The pandemic has forced companies to introduce remote work within their organizations, and for many, it has been a success. As restrictions ease, employees are returning to the office but there has been a notable shift. Businesses are allowing staff to work full time from home and the benefits are paying off. But how do you transition your team to remote work? And are you ready for this jump? It helps to consider the benefits:
An open office environment is not always ideal, especially for work that requires high levels of concentration. Remote work allows employees to set up their own workspace that minimizes distractions and increases their productivity.
Bigger hiring pool
There are limitations in hiring someone who has to be based in a specific area close to your office. Remote work gives you access to a bigger hiring pool. You have a broader selection of candidates spread out worldwide, giving you access to top talent.
Reduced overhead costs
Running an office can be costly, but you would not have to pay these additional overhead costs if all your staff worked remotely.
Studies have shown that employees are valuing flexible work options over increased salaries. By allowing them to work remotely, you are increasing loyalty, reducing your staff turnover and saving you time and money on finding new hires.
That brings us to the big question: How do you transition your team to remote work? It is a continuous process that involves a lot of trial and error, but there are a few things to consider:
Prioritize going digital
In order to meet your team’s unique needs, it is important to adopt digital tools and systems that are easy to use. What you use depends on your needs but the following are great to start with:
Communication: Zoom, Slack Productivity: Trello, Asana Collaboration: Kissflow, Google Drive Management: ProofHub, ProProfs Project, LeavePro
Check-in regularly, but not too much
How you manage a remote team comes down to an organization’s individual needs. Some have to stay in regular contact with employees, while others can let them get on with it. It is tricky to strike a balance here. As time goes on, it can be easy to neglect workers. Don’t wait until you notice productivity is slipping, stay in touch with your staff but just don’t micromanage them as this can lead to decreased morale.
Hold regular meetings
Virtual meetings are essential to ensure everyone is on the same page and that employees know what is going on within your organization. Meetings also help them to feel connected to a team, which will lead to increased motivation.
Introduce remote work policies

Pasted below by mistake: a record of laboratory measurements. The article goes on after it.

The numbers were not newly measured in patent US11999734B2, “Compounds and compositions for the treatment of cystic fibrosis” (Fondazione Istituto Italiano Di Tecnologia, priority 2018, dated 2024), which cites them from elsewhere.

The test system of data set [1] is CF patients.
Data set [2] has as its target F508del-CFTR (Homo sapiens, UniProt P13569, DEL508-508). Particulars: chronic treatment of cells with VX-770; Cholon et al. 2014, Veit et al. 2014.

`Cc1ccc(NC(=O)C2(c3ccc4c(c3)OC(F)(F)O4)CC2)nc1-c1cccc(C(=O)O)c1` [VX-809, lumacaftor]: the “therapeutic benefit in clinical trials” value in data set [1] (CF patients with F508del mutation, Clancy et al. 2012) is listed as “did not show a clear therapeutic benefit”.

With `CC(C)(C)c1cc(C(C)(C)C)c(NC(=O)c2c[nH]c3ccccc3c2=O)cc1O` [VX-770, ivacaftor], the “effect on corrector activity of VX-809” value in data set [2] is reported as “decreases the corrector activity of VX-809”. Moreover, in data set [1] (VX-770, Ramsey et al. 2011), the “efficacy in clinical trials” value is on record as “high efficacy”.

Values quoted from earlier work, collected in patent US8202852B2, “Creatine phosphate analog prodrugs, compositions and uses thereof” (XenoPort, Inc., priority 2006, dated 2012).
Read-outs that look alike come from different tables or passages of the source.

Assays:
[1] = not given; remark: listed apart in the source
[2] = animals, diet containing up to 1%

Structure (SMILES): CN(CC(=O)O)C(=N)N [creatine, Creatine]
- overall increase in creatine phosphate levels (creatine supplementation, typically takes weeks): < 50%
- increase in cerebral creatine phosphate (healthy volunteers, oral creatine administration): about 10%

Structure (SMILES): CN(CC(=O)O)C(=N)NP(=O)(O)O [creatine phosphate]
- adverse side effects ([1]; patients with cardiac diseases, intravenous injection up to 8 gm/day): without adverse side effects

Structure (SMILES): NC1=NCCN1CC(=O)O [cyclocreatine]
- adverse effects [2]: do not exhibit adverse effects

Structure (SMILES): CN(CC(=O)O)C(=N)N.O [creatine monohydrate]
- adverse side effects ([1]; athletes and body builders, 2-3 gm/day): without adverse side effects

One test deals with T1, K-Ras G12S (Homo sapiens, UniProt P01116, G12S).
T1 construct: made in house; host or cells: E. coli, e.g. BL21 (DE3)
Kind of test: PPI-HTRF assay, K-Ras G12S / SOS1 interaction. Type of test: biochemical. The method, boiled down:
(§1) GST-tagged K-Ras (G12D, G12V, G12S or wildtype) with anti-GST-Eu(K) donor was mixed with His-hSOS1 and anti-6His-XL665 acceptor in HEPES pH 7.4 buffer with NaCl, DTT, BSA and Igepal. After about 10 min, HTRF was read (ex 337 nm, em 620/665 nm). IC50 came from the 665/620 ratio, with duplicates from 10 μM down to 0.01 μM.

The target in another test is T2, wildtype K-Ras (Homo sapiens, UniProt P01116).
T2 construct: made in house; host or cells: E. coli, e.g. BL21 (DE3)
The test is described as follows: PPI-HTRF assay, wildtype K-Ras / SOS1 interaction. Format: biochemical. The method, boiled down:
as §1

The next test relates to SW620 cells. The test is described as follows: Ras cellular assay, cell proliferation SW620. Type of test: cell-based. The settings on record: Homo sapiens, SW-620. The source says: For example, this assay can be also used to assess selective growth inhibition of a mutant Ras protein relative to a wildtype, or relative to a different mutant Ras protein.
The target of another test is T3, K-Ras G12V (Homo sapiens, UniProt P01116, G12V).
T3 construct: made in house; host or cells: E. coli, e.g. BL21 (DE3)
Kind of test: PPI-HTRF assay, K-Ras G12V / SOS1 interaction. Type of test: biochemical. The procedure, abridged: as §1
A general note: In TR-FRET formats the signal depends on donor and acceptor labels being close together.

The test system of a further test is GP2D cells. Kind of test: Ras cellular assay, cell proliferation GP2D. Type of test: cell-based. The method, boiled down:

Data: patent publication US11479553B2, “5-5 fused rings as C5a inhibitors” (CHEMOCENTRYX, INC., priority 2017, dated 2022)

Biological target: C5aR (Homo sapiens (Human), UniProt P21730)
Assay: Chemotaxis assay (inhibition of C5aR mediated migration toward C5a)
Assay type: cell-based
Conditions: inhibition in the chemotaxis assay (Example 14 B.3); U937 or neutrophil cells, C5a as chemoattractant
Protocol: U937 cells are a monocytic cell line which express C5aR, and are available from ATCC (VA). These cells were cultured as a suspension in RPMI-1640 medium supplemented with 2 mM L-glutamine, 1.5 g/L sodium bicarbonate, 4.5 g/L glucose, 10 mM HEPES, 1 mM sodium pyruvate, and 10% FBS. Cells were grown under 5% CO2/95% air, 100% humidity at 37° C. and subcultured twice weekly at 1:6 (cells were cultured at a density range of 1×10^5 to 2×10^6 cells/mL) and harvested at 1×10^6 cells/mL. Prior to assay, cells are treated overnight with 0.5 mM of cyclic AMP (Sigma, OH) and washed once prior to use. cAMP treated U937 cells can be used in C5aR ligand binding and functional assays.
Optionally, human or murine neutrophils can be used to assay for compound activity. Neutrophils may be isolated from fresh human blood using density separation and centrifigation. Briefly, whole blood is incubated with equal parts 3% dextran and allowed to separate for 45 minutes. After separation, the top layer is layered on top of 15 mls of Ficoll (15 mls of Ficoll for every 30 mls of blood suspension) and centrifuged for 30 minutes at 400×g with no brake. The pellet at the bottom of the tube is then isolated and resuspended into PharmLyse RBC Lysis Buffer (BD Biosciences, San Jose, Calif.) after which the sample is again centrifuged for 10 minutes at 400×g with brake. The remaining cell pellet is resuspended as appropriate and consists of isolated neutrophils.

Policies within a company may change when you go completely remote. Introducing remote work-specific policies will help make sure that employees understand how remote work will impact their daily work. Review your older policies and adjust accordingly. That being said, the topic of sick leave is one of much confusion for companies that have gone remote. If they are working from home, are they still allowed to apply for sick leave? In short, yes. The labour guide clearly states the following:
- An employee who works 5 days per week is entitled to 30 days off every 36 months.
- An employee who works 6 days per week is entitled to 36 days off every 36 months.
According to the labour guide, sick leave may be claimed for by an employee that is too sick to work. Employees taking sick leave in South Africa are required to produce a medical certificate if taking more than two consecutive days off. If they fail to do so, an employee does not have to pay them for those days.
That being said, it is important to pay attention to how you manage leave as certain methods can leave room for errors, and ultimately an abuse of leave. This is why it is important to consider implementing a good system, like an online leave management system that can help you track employees who are taking too many days off. With LeavePro, all sick leave is logged into the system, allowing you to see how many days have been taken off for all employees. You can also run a detailed report of all sick leave applications.
Based on this information, you may notice certain patterns emerge. For example, an employee may take time off on certain days like Fridays and Mondays or take days off every month with little explanation. Once you’ve recognized a pattern, you can take steps to reduce sick leave abuse.